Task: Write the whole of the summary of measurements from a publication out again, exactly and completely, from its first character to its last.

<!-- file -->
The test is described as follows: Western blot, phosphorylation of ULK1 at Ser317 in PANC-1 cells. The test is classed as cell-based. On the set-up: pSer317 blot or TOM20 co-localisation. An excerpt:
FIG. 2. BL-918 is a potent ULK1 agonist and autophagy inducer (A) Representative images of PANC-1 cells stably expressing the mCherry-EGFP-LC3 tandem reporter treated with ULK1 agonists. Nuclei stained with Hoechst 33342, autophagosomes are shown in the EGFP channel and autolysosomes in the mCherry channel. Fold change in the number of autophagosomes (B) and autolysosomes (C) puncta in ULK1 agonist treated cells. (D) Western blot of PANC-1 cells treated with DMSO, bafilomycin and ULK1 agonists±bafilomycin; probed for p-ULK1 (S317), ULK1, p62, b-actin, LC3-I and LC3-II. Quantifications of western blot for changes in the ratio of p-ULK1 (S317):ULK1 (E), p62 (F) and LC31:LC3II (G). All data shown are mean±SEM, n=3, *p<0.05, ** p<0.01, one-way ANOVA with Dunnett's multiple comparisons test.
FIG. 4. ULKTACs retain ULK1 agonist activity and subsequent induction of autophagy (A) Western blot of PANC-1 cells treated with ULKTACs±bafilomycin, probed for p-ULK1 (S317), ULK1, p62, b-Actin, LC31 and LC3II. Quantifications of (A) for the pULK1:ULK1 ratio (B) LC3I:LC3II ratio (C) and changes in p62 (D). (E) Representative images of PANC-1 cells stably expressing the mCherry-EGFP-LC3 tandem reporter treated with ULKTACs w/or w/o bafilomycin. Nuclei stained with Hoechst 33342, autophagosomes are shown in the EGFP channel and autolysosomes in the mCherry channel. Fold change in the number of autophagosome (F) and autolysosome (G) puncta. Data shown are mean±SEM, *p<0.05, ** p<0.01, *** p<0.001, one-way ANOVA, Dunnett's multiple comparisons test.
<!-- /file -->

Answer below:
The test is described as follows: Western blot, phosphorylation of ULK1 at Ser317 in PANC-1 cells. The test is classed as cell-based. On the set-up: pSer317 blot or TOM20 co-localisation. An excerpt:
FIG. 2. BL-918 is a potent ULK1 agonist and autophagy inducer (A) Representative images of PANC-1 cells stably expressing the mCherry-EGFP-LC3 tandem reporter treated with ULK1 agonists. Nuclei stained with Hoechst 33342, autophagosomes are shown in the EGFP channel and autolysosomes in the mCherry channel. Fold change in the number of autophagosomes (B) and autolysosomes (C) puncta in ULK1 agonist treated cells. (D) Western blot of PANC-1 cells treated with DMSO, bafilomycin and ULK1 agonists±bafilomycin; probed for p-ULK1 (S317), ULK1, p62, b-actin, LC3-I and LC3-II. Quantifications of western blot for changes in the ratio of p-ULK1 (S317):ULK1 (E), p62 (F) and LC31:LC3II (G). All data shown are mean±SEM, n=3, *p<0.05, ** p<0.01, one-way ANOVA with Dunnett's multiple comparisons test.
FIG. 4. ULKTACs retain ULK1 agonist activity and subsequent induction of autophagy (A) Western blot of PANC-1 cells treated with ULKTACs±bafilomycin, probed for p-ULK1 (S317), ULK1, p62, b-Actin, LC31 and LC3II. Quantifications of (A) for the pULK1:ULK1 ratio (B) LC3I:LC3II ratio (C) and changes in p62 (D). (E) Representative images of PANC-1 cells stably expressing the mCherry-EGFP-LC3 tandem reporter treated with ULKTACs w/or w/o bafilomycin. Nuclei stained with Hoechst 33342, autophagosomes are shown in the EGFP channel and autolysosomes in the mCherry channel. Fold change in the number of autophagosome (F) and autolysosome (G) puncta. Data shown are mean±SEM, *p<0.05, ** p<0.01, *** p<0.001, one-way ANOVA, Dunnett's multiple comparisons test.